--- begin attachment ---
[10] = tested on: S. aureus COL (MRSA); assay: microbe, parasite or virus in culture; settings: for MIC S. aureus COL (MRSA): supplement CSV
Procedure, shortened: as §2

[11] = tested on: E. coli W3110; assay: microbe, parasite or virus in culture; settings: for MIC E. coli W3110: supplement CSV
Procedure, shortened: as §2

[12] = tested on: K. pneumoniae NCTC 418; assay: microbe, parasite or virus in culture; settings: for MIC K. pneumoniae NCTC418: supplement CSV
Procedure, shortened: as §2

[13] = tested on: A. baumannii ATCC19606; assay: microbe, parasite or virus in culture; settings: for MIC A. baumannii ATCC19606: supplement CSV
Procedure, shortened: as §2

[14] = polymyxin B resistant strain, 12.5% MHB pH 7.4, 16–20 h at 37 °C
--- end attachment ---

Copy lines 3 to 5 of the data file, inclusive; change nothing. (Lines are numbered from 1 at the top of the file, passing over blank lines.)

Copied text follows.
[11] = tested on: E. coli W3110; assay: microbe, parasite or virus in culture; settings: for MIC E. coli W3110: supplement CSV
Procedure, shortened: as §2

[12] = tested on: K. pneumoniae NCTC 418; assay: microbe, parasite or virus in culture; settings: for MIC K. pneumoniae NCTC418: supplement CSV